NEW YORK (Reuters) - Jeffrey Gundlach, chief executive of DoubleLine Capital, said on Friday that investors are dropping risky assets from their portfolios because of falling global Gross Domestic Product expectations, fueled by China's slowing growth, and the intensifying U.S. presidential race.
"Falling global GDP expectations, fueled by China having trouble holding it together, are affecting financial markets," Gundlach said in an email to Reuters. "And then, there's the unfolding Trump 'victory scare narrative.'"
On Friday, global growth worries and a sharp drop in oil prices sent jitters through Wall Street, leading the three major U.S. indexes lower for the second straight day on Friday.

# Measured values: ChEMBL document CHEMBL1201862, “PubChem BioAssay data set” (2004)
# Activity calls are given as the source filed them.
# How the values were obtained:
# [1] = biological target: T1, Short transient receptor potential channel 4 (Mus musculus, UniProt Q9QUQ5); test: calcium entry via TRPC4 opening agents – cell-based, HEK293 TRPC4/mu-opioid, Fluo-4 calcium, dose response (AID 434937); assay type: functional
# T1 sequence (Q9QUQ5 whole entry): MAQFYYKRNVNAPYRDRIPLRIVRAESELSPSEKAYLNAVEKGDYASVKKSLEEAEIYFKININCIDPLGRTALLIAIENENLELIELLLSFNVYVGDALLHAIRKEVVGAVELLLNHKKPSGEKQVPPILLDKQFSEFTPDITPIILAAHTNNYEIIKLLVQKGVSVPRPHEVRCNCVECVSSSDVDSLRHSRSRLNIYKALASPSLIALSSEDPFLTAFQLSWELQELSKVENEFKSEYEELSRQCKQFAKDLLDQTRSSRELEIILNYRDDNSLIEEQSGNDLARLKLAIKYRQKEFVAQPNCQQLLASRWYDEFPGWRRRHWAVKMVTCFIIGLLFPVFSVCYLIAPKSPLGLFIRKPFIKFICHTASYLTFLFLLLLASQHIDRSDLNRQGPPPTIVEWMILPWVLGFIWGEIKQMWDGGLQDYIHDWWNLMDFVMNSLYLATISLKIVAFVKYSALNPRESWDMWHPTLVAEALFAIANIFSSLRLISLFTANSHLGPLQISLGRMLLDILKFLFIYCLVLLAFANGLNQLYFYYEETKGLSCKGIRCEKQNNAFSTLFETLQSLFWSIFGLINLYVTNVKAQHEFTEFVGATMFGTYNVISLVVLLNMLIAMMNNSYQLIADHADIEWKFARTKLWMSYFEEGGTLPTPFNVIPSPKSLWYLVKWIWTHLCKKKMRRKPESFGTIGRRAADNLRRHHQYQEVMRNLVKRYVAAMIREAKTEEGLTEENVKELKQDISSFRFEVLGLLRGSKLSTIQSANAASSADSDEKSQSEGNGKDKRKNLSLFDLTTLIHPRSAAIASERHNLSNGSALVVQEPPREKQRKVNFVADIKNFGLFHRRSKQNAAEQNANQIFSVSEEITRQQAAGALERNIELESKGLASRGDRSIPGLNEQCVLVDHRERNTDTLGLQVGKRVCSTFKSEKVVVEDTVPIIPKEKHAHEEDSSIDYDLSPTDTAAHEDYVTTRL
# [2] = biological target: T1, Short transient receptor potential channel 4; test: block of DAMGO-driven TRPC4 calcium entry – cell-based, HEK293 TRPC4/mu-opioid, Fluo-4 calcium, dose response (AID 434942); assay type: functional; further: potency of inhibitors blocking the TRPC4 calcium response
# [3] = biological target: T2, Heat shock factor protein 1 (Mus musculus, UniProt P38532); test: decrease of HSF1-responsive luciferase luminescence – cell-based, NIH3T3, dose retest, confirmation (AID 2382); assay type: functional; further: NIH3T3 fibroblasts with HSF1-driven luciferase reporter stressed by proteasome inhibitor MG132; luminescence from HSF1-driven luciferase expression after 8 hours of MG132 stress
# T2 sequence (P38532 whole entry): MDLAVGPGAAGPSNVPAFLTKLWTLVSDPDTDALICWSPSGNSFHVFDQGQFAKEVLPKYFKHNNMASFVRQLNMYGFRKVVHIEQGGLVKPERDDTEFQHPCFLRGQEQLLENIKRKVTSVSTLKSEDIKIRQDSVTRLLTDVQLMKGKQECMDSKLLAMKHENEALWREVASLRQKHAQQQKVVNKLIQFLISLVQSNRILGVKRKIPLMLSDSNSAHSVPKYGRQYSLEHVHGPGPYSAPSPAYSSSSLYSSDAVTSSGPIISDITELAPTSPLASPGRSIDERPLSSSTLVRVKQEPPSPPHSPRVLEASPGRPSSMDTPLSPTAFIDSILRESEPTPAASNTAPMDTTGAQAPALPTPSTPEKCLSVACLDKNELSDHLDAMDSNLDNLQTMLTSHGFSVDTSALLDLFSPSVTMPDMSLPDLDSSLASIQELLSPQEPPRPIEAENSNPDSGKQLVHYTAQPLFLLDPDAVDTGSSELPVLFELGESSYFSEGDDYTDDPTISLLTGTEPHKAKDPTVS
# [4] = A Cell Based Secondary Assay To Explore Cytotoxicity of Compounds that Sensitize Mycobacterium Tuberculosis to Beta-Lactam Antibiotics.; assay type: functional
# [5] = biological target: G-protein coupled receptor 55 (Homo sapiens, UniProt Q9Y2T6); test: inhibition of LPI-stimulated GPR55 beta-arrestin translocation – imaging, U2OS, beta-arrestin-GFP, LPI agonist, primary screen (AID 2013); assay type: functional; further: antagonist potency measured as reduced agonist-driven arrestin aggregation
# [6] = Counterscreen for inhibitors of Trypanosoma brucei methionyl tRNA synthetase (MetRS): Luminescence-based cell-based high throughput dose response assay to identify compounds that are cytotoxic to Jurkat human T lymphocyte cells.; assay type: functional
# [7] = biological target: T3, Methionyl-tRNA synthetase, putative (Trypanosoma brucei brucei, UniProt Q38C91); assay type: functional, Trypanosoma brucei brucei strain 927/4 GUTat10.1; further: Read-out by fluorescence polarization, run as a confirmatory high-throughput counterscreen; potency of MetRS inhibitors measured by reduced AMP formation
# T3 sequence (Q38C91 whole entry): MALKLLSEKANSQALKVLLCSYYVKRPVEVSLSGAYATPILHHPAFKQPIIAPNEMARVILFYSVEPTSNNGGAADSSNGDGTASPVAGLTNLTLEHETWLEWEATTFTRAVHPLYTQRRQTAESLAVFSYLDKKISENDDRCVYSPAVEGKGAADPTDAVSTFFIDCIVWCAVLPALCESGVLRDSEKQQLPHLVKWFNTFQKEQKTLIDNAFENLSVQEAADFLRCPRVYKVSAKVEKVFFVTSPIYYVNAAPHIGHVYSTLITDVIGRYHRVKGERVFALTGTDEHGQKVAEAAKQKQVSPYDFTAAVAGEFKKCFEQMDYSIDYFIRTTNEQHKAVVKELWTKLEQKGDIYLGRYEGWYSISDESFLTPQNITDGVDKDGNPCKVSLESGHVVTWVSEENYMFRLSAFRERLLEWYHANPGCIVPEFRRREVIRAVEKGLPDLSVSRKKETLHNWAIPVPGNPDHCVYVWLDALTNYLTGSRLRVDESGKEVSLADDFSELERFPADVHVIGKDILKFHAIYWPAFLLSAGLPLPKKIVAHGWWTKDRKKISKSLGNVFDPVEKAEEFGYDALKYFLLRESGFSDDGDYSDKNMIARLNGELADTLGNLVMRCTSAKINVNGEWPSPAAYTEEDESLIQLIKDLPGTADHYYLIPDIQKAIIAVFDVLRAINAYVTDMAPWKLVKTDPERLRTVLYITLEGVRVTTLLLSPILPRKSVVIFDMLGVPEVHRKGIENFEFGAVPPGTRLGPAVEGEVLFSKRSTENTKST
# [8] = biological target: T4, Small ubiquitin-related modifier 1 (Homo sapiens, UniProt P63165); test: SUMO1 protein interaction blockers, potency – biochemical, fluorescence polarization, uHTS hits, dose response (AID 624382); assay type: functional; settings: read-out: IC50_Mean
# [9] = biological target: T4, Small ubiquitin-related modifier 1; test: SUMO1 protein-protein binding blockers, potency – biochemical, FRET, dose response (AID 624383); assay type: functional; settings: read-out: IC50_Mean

The yield on the U.S. Treasury note plunged to 1.633 percent, its lowest since February 11, on Friday.
"If the 10-year Treasury note's yield breaks below the three-year resistance, then it is a big game changer," Gundlach said. He said he did not think it would happen on Friday but could do so in coming weeks.
Copper is "almost on the 12-month low, the global economy must be weak and stocks look scary," Gundlach said.
Brexit fears and mixed messages from Federal Reserve officials are adding to the risk aversion in financial markets. Britain will vote on a referendum on June 23 to decide whether the country should remain in the European Union.
Reporting by Jennifer Ablan; Editing by Richard Chang